“If you want to be incrementally better: Be competitive. If you want to be exponentially better: Be Cooperative.” – Unknown
A client recently raised the question of how a company’s culture can shift from being highly competitive internally to being more collaborative without taking away the competitive “edge” which has helped with their success in the marketplace.
An interesting question and one for which I didn’t have an answer at the time. It intrigued me enough to spend time reflecting on it and, I think, coming up with a reasonable response.
Collaboration according to Webster means to share, work with one another, cooperate and assist. While to compete means to outdo one another for acknowledgement, a prize, supremacy, or engage in a contest to compete in business.
In my opinion you can do both successfully because the end goal is the same – to innovate and strive to be the best through competition and to collaborate by working in a competitive way in order to innovate and be the best.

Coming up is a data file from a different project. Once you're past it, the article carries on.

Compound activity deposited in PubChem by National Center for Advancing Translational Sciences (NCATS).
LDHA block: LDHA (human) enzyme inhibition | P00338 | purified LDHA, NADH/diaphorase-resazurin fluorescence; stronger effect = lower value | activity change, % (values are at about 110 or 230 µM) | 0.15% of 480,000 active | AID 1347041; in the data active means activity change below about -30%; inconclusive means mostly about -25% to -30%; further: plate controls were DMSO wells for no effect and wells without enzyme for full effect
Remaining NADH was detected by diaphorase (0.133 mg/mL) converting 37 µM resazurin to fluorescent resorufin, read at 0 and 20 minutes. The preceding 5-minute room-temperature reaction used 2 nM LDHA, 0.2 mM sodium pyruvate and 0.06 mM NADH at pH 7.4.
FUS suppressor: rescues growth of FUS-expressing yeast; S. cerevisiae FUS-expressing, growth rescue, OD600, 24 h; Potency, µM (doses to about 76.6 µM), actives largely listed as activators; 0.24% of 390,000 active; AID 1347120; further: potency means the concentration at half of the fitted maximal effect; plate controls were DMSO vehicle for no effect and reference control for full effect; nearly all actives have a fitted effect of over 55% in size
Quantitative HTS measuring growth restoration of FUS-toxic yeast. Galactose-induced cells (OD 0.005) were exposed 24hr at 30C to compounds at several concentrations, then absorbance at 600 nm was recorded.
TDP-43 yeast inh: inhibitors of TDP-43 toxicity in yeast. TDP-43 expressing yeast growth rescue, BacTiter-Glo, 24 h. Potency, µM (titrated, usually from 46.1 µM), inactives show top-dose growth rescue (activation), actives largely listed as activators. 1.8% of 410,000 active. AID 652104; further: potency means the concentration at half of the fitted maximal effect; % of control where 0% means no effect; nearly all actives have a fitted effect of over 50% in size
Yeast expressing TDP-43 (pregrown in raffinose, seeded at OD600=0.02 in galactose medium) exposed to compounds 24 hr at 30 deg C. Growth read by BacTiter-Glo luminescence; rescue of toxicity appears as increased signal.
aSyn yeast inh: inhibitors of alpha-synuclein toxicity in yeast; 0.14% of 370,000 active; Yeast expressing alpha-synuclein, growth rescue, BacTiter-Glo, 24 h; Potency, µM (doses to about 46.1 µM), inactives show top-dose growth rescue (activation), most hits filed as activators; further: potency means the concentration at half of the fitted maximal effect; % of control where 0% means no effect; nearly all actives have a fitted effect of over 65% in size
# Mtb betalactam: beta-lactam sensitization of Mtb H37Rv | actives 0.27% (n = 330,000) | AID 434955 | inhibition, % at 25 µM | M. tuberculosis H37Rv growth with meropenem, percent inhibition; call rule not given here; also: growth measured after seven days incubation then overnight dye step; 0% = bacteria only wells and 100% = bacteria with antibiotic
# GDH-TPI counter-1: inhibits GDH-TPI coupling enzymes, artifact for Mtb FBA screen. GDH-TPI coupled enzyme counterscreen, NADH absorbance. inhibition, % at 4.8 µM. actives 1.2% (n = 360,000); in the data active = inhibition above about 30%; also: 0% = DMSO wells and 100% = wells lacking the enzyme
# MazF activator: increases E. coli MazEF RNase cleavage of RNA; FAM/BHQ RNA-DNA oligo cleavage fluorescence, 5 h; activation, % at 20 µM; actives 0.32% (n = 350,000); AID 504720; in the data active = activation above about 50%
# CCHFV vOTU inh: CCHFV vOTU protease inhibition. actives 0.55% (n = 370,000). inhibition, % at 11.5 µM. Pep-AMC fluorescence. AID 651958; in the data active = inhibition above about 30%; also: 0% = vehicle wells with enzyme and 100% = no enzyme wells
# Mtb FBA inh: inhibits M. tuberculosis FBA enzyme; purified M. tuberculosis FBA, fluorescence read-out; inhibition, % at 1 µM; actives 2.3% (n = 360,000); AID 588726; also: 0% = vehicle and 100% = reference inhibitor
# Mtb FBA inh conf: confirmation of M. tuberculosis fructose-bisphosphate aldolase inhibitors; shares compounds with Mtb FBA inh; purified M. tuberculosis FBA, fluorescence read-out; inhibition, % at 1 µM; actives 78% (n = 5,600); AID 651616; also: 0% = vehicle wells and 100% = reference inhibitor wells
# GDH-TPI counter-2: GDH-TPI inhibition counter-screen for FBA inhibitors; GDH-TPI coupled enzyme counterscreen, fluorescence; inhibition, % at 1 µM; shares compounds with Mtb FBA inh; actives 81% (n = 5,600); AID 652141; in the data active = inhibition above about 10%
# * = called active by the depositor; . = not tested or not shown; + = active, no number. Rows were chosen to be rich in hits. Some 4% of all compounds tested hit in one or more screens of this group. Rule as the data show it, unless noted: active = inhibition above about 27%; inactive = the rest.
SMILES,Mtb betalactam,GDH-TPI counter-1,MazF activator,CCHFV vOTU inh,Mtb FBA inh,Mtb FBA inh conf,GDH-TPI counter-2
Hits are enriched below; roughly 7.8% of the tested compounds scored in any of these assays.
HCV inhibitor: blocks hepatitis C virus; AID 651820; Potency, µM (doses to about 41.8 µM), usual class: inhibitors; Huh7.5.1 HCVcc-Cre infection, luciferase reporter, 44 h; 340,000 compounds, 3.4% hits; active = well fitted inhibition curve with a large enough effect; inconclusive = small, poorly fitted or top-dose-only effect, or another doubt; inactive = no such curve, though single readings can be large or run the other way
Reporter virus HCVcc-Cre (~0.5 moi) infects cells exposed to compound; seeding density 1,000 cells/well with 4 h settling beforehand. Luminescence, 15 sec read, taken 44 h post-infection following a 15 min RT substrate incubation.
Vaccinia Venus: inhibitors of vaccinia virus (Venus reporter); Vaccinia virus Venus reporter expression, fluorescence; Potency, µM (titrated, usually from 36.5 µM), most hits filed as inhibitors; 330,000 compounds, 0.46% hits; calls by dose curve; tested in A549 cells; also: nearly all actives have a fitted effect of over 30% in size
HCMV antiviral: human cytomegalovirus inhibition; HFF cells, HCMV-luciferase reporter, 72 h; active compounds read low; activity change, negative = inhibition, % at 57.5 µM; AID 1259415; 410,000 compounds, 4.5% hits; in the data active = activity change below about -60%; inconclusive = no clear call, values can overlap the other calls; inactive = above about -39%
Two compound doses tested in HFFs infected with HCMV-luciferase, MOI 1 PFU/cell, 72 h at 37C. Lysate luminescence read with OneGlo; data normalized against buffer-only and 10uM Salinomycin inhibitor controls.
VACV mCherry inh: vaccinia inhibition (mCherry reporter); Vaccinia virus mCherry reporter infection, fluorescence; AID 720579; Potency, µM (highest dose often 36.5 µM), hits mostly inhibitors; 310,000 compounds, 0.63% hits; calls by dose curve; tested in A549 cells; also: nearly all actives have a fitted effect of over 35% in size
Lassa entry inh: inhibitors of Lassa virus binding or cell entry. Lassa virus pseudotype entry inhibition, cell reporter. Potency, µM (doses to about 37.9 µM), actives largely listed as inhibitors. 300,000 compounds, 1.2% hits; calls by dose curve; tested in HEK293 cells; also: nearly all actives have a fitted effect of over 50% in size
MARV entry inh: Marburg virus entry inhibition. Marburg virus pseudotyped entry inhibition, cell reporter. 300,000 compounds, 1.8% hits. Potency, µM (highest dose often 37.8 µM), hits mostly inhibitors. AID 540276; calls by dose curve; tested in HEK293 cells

How To Do Both
Allow Risk Taking
Encourage friendly collaborative competition amongst employees and allow them to take risks and make mistakes. Use mistakes as “teachable moments” rather than penalize employees for trying something new.
Hold Employees Accountable and Reward Them
Collaboration doesn’t stand a chance when employees have separate agendas. To prevent that, hold employees accountable and reward them for collaborative behaviors.
Introduce Corporate Social Networks
Use corporate social networks to encourage collaboration and foster innovation. Forward thinking companies such as Microsoft, Qualcomm, Booze Allen and Agilent all use social media tools such as messaging, wikis, blogs, etc. to encourage communities of sharing and learning.
According to Jane Hart, CEO for the Center for Learning and Performance Technologies, “Christopher Goh, Agilent’s director of global learning and leadership development, believes leveraging on such social networks allows his company to ‘facilitate collaborative learning and knowledge sharing’ amongst its employees, especially the younger generation.”
So, yes I believe you can collaborate and yet continue to compete.